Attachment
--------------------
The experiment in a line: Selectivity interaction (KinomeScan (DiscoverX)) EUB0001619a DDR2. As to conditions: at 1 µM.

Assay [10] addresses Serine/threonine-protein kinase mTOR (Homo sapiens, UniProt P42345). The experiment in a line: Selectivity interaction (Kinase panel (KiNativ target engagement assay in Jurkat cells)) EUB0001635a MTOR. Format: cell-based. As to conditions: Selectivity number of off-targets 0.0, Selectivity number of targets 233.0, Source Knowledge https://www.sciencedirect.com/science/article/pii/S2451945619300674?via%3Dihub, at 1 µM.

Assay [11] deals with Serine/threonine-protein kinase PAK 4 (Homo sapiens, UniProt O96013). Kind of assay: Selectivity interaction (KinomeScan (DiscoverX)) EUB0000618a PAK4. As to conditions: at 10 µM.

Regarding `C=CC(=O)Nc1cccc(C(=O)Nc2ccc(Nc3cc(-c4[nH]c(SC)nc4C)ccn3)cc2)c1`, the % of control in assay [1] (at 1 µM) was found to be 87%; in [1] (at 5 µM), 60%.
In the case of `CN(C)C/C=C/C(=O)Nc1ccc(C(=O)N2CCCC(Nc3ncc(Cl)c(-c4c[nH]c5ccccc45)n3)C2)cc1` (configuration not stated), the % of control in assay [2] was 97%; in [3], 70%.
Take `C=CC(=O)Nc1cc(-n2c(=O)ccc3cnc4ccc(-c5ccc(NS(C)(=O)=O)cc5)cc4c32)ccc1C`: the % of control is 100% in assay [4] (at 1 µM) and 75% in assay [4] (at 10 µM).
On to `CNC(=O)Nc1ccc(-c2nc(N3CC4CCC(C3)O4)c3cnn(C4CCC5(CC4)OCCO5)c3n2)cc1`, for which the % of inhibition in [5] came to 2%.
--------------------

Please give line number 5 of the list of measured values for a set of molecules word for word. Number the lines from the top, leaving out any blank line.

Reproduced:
In the case of `CN(C)C/C=C/C(=O)Nc1ccc(C(=O)N2CCCC(Nc3ncc(Cl)c(-c4c[nH]c5ccccc45)n3)C2)cc1` (configuration not stated), the % of control in assay [2] was 97%; in [3], 70%.